In a recent article for The National Interest Online, Doug Bandow questioned the value of American aid that helps improve the military capabilities of its NATO allies fighting in Afghanistan. I strongly disagree with his premise and believe that it is smart to invest in NATO members participating in the Afghan War.
All NATO member states, including Latvia, are real contributors to the Afghan effort. NATO signatories responded to the American request for mutual assistance after the 9/11 terrorist attack on U.S. soil. Over the last nine years, against all odds, all members of the alliance have fulfilled their commitment to support the U.S.-led operation.
This commitment was unanimous, prompt and meaningful. Latvia is spending financial, military and civilian resources to help ensure the success of the operation in Afghanistan. A number of young Latvians have already paid the ultimate price in that country for the peace, stability and prosperity of the entire world. Latvia’s contribution and losses per capita are among the highest of the International Security Assistance Force (ISAF). With the support of the Michigan National Guard, Latvia’s Armed Forces have assisted in training the Afghan National Army within its own Operational Mentor Liaison Team (OMLT). Despite the severe economic recession, the Latvian army and security forces have helped enhance the effort in Afghanistan for the benefit of every country in the ISAF.
Latvia has also opened its borders to ensure ISAF receives the supplies it needs to continue its mission. Our country plays a strategic role as an entry point for the Northern Distribution Network to Afghanistan. The route continues through Russia and Central Asia. Riga’s participation in the network is an important contribution to Washington’s reset policy toward Russia and demonstrates an enthusiasm for the new trade routes that will be crucial to the prosperity of all Eurasia.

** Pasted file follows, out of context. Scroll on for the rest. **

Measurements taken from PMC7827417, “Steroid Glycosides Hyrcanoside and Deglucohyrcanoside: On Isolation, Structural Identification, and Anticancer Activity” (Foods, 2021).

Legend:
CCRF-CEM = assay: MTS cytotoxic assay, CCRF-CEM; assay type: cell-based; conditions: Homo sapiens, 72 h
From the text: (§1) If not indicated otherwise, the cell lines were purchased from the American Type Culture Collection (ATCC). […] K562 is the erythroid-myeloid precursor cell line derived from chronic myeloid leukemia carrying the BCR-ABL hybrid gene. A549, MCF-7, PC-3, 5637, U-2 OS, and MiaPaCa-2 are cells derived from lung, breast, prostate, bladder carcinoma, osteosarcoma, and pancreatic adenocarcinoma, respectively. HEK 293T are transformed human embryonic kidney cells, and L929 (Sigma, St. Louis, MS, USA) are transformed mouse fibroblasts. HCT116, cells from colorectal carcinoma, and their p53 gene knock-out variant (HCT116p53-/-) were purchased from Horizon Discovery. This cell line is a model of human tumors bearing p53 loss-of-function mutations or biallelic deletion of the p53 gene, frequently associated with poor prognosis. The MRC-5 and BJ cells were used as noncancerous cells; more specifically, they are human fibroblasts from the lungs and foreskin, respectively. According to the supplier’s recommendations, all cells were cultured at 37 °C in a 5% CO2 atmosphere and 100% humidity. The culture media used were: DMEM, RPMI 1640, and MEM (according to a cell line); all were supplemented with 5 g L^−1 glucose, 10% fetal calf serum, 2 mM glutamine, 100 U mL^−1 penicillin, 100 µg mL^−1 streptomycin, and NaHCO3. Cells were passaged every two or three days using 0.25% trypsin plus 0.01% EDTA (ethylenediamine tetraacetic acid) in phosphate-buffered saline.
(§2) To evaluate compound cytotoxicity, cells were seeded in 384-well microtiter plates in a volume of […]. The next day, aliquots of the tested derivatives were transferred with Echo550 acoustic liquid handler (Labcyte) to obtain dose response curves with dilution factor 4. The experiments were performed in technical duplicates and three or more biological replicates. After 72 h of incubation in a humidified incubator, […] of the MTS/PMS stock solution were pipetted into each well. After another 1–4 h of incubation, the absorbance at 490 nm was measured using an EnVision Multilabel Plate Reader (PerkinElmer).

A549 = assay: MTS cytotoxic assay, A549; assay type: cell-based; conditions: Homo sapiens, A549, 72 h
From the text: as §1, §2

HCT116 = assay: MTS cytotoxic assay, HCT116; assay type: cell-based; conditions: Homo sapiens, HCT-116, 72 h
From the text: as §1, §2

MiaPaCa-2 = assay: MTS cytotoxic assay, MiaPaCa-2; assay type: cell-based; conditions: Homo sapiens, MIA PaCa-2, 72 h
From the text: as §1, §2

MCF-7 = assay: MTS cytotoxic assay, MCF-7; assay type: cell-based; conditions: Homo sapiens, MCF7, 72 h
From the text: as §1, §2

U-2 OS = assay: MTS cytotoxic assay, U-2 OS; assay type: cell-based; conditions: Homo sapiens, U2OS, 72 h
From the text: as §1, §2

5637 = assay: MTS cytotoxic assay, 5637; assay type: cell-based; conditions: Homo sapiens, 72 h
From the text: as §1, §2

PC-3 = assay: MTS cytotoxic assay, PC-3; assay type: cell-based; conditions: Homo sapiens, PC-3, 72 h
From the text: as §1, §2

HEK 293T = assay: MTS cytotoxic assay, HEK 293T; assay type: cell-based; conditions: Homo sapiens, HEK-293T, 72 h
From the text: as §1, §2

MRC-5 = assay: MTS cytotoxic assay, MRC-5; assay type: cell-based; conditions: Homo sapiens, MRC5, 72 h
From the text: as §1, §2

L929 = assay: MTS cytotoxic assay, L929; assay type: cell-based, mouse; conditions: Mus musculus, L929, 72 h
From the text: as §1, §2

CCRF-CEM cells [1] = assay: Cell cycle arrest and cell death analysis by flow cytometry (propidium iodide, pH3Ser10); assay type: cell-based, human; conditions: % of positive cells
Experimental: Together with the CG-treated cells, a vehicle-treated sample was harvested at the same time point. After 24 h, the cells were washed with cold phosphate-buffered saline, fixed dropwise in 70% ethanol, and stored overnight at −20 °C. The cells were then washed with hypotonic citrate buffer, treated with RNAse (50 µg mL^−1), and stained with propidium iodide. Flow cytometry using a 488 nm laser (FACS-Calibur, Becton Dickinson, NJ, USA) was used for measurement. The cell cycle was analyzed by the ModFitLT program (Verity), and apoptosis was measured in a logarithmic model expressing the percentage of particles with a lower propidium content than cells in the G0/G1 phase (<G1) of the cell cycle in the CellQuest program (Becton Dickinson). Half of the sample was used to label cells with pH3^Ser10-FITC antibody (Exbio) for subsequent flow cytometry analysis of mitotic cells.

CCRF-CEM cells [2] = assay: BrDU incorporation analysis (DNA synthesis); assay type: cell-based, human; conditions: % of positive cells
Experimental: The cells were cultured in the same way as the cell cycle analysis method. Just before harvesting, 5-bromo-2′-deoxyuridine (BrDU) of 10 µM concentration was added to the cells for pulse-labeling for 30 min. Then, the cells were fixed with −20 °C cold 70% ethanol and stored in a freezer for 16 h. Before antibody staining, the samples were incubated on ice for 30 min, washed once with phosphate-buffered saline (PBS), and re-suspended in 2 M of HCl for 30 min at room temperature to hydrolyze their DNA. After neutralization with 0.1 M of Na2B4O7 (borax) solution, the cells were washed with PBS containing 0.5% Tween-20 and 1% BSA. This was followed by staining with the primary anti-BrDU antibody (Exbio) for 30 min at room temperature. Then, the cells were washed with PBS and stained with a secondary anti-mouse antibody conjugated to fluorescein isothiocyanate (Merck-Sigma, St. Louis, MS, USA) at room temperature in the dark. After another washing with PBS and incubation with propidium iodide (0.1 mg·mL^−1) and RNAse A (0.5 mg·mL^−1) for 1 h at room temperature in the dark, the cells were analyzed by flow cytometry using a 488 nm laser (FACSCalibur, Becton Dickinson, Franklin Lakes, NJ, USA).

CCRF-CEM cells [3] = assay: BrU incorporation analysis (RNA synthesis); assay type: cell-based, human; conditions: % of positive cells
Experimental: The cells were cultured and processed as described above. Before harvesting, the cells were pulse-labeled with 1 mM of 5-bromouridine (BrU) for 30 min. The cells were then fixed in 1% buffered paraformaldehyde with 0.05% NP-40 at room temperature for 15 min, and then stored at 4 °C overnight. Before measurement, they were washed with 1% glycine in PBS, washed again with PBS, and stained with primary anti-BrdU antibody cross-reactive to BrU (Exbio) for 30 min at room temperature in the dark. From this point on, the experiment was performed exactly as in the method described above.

And, when it comes to security, Riga has never been a free rider. Over the last twenty years, since regaining its independence, Latvia has contributed in a number of international peacekeeping or peace-monitoring missions in Bosnia, Kosovo, Georgia and Iraq.
All this should be a clear indicator that Latvia’s membership in NATO has been a success. The country is now a stable pluralistic democracy, a member state of both the European Union and the transatlantic alliance. And membership in NATO has had a positive impact on our relations with an important neighbor—Russia.
It goes without saying that NATO is the most trusted, well-tested instrument of the transatlantic partnership. Today there is a broad consensus in Washington that the United States needs allies and partners abroad. And America has always been able to count on the support of Latvia and its fellow Baltic States. None of the world’s pressing problems can be solved by a superpower alone. Therefore, I am confident that mutual support is the only credible political option for defence of our homelands, values and vital interests.
Andrejs Pildegovičs is the Latvian ambassador to the United States.